If you think that HTC has hit rock bottom with their disastrous Q3 financial results, the phone maker has more bad news to share. In a recent statement, the company said that its Q4 revenue is set to drop 14% compared to the previous quarter, signaling that it has yet to succeed in weathering the Samsung storm.
The projected $2.05 billion revenue for the busy holiday season is well below analysts’ forecasts, which expect HTC’s offerings in the smartphone market can pull in $2.5 billion in revenue in the final quarter of the year.
HTC also said that it expects its gross margin in Q4 to fall to 23% from 25% in the previous quarter, and operating margin to dip to 1% from 7%.
While it’s hard to imagine for a company of its magnitude to end up becoming a shadow of its former self in just a few short years, HTC is now living up to its “quietly brilliant” slogan, albeit with the last word omitted. HTC has admitted as much that it’s facing difficulties in rebuilding itself amidst the increasingly competitive landscape.
Speaking of new products, it’s obvious that the One X+ alone won’t be enough to turn things around for the struggling company. We have a good feeling about the HTC J Butterfly aka the Droid DNA (DLX), though. Here’s hoping that the 5-inch smartphone will be the big, breakout hit that HTC has been dying to score – which the One series evidently has failed to do.
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HTC Sense. That is all.
It ruins the performance on all their phones and now they have proper competition. If they could just have a way to disable that annoying sense ui
Pure ICS/JB would run perfectly on phones like the One X. I would get one over my Galaxy S2.
I agree, previous Senses were too heavy and sometimes slow, but Sense 4.0 is running very smooth, fast and stable even on my old Desire Z. As always, it’s intuitive and comfortable (I find Sense’s menu and dialer better than ipones and clean androids, touchwizs). For me Sense is an advantage of HTC. Weaknesses are too high prices, battery life and software upgrade support.
All HTC phones should ALSO be sold in Nexus variants.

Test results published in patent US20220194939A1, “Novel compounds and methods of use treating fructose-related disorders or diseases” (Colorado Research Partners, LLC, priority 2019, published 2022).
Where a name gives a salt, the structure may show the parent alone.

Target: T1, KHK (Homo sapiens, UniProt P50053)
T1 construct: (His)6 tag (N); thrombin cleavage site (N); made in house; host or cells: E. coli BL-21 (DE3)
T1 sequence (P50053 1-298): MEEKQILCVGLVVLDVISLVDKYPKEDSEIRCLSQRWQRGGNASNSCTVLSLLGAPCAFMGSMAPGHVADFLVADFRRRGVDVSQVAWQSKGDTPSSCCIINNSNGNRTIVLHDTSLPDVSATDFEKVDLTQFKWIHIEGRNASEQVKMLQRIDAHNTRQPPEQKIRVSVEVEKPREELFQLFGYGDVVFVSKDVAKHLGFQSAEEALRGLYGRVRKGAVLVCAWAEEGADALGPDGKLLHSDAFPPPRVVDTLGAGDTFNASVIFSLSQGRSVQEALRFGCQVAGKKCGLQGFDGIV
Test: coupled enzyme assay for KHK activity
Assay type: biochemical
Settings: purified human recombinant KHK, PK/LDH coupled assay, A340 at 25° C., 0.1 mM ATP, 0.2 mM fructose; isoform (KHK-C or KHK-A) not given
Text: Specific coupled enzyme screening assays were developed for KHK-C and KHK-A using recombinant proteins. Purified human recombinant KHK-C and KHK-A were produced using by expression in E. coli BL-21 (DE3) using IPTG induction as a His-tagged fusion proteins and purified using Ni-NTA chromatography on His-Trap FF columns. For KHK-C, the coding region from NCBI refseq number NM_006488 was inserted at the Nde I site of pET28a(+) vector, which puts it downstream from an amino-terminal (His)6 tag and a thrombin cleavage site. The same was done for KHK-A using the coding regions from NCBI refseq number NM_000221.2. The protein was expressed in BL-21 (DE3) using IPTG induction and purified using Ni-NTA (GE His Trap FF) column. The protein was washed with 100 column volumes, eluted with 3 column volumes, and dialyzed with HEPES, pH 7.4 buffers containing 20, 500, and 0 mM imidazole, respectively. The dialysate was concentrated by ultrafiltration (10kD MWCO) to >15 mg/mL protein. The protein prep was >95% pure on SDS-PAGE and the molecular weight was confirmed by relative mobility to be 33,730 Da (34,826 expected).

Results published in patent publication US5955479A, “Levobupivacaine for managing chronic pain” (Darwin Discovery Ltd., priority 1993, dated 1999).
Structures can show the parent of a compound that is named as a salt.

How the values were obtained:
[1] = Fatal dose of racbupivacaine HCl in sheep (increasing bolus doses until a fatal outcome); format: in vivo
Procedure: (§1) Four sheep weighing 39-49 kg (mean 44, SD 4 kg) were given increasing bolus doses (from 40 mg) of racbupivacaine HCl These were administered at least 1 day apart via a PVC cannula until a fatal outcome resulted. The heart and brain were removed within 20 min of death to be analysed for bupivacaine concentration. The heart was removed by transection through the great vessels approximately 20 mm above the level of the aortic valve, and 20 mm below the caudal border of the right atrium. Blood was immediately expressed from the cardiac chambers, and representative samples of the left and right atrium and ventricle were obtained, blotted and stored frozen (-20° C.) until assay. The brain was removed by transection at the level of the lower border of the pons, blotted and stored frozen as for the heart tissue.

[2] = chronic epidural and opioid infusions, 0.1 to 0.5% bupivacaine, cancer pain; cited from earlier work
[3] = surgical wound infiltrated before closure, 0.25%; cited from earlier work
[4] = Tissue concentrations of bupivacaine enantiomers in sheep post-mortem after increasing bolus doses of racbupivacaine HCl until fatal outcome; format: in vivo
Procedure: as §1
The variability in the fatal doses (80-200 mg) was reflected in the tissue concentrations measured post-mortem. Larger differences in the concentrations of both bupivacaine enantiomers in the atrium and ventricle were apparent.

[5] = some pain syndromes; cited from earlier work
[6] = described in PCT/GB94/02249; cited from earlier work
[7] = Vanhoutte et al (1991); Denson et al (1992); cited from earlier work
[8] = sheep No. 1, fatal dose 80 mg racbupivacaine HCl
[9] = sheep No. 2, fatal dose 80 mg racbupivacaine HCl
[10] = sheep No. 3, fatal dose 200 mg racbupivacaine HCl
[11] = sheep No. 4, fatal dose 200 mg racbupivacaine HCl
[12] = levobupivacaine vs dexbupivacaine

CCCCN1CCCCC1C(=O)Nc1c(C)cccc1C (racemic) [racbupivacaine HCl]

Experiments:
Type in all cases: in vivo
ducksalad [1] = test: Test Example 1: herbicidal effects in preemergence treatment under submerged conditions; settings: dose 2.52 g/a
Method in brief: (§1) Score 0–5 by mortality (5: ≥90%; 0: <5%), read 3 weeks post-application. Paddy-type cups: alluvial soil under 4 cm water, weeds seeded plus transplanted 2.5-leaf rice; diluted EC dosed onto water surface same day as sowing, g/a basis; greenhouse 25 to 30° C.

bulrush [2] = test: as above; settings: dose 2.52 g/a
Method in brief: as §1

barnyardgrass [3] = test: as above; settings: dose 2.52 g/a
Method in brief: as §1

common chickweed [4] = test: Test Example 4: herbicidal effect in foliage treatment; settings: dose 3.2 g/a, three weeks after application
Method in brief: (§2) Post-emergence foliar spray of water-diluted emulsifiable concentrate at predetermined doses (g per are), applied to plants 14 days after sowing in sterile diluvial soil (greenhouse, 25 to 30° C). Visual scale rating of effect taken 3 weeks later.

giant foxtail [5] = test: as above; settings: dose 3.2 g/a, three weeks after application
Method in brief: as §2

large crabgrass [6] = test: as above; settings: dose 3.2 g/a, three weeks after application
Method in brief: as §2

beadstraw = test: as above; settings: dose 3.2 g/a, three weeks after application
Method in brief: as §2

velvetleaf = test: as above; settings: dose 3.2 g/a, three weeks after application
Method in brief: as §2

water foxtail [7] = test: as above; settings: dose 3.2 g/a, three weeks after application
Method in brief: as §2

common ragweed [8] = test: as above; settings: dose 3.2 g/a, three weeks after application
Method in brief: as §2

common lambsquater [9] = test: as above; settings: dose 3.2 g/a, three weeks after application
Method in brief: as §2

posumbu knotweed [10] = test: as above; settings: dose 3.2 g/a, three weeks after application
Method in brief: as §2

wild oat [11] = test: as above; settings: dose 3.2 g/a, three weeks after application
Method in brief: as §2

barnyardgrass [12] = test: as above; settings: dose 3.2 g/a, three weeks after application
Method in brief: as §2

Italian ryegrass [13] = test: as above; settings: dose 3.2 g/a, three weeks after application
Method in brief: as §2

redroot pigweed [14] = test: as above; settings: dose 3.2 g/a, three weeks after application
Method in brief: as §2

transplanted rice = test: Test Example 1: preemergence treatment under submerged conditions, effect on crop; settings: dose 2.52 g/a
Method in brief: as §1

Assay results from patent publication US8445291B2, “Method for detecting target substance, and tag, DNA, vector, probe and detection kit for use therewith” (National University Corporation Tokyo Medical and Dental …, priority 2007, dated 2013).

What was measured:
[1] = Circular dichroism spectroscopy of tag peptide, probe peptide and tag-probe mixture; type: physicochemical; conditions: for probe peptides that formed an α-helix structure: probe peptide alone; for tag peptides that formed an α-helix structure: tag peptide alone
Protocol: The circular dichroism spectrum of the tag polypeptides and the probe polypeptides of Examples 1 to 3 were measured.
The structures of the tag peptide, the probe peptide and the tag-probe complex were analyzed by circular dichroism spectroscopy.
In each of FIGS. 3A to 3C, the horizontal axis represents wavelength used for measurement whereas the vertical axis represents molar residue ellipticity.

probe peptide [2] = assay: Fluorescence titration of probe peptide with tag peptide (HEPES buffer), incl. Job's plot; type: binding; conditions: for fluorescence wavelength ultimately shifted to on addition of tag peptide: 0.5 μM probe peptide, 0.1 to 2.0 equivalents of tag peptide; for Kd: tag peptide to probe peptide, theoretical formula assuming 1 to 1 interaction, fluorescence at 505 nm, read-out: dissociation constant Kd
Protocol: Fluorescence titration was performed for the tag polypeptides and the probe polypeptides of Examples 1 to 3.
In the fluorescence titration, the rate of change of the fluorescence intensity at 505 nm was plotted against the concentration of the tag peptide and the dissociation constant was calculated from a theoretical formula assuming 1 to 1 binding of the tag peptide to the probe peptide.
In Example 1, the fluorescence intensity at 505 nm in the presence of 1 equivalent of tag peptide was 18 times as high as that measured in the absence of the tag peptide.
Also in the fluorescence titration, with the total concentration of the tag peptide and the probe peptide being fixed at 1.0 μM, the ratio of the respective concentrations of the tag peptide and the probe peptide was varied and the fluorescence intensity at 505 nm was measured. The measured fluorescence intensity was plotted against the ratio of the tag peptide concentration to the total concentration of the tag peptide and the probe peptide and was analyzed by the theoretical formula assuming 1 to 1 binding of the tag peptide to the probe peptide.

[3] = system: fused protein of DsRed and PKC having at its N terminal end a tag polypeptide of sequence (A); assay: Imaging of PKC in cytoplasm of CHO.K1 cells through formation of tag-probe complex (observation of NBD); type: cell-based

No SD card, Non-changeable Battery, no HTC…
Unfortunately, I’m with you on this one. I really want to support them…but they *ARE NOT* listening to their customers!!
Exactly, ub and cycad007. HTC is suffering the fate of any person or manufacturer who insists on thinking what they like is what we should like and want and buy. Fortunately, in a free market economy, we can vote with our dollars and send them to those whom we perceive truly ARE listenting and trying to serve our best interests.
Whoever has been “leading” HTC ought to be fired for lack of vision.
I really like the look and feel of their phones – too bad they are non-starters.
How about they stop with all the frustrating exclusives…Seems to be working quite well for Samsung!!!
No advertising. I see a Galaxy or iPhone commercial EVERY evening, but never anything for HTC. My wife’s One X is fantastic, but the word has to get out. Moreover, they needed to get their phones out like like Samsung did, same models across all carriers. I’d love a One S, but it’s not available on my carrier.
Don’t care for no microSD (minimum 32GB please) or removable battery (in fact I prefer the batteries are not removable). Love their design over the S3. and I think others are right when they say HTC has no marketing department.
Firstly, availabilty. An example. The Htc One x. You give AT&T an exclusive for your flagship device back in April. Then 6 mos later slightly upgrade it with new cpu, more storage and a bigger battery. Then you proceed to give the SAME carrier ANOTHER exclusivity deal or was that part of the first one? In a 6 month span. And its still only available on AT&T. The majority of this device’s life its been locked up with AT&T exclusives. You havent made it available to any other US carrier except Sprint which got another version of the device. You need to start doing your own advertizing.The One couldve been the device that brought you guys back to the top but you you blew it by limiting its availability and not promoting it yourselves.Then you go back on your promise to release fewer devices and concentrate on quality.People are losing patience with your practices. Then announcing major devices and limiting to one country? Or announcing one then not giving any specifics. Continue doing this at your peril.You’re quickly losing followers and wont turn things around if you keep doing these sorts of things. It makes it appear you dont’ have any direction or listen to what your consumers really want.